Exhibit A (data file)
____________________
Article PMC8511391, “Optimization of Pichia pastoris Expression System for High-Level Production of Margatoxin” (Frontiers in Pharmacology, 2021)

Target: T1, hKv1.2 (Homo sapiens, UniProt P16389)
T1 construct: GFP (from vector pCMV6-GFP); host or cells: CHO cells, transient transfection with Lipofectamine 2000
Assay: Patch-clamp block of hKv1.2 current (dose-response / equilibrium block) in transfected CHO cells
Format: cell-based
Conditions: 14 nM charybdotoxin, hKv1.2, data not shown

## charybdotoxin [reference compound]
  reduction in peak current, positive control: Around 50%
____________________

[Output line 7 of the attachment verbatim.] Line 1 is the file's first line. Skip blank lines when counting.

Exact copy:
## charybdotoxin [reference compound]